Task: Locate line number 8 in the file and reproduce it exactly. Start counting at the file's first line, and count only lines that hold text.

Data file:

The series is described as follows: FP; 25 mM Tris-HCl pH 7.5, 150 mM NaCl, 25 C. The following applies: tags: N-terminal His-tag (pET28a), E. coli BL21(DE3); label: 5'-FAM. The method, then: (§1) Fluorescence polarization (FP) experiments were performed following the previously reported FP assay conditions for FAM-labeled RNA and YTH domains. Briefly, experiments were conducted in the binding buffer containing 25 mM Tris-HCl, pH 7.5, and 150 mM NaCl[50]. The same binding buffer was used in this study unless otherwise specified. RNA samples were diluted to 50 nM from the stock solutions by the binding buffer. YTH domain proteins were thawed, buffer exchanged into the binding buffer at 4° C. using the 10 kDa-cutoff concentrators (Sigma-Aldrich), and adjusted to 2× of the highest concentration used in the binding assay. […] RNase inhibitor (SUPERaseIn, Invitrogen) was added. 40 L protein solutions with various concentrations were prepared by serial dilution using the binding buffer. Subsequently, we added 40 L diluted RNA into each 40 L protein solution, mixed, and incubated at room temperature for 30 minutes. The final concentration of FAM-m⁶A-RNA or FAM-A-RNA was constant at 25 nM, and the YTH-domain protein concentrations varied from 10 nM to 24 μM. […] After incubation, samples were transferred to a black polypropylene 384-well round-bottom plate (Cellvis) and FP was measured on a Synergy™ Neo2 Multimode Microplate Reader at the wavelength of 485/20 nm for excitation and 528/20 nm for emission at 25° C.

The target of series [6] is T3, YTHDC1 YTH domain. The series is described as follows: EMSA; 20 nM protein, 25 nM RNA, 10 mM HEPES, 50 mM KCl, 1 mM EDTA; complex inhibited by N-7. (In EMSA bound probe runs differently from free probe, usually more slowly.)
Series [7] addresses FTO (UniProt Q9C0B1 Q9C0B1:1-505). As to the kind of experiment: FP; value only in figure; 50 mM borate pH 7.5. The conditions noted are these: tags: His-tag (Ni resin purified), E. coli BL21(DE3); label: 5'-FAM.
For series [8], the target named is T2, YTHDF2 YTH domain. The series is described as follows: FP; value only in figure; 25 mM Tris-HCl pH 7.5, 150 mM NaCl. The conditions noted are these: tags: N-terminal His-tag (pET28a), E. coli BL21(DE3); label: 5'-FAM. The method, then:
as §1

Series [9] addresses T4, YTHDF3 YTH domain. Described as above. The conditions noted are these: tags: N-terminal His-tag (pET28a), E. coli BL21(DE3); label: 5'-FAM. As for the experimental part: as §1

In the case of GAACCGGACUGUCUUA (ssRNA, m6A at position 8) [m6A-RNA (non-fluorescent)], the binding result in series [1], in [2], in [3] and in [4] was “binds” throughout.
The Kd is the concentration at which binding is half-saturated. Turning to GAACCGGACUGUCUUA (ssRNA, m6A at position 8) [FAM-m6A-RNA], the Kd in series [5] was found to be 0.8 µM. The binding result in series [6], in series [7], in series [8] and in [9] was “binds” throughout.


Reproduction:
The Kd is the concentration at which binding is half-saturated. Turning to GAACCGGACUGUCUUA (ssRNA, m6A at position 8) [FAM-m6A-RNA], the Kd in series [5] was found to be 0.8 µM. The binding result in series [6], in series [7], in series [8] and in [9] was “binds” throughout.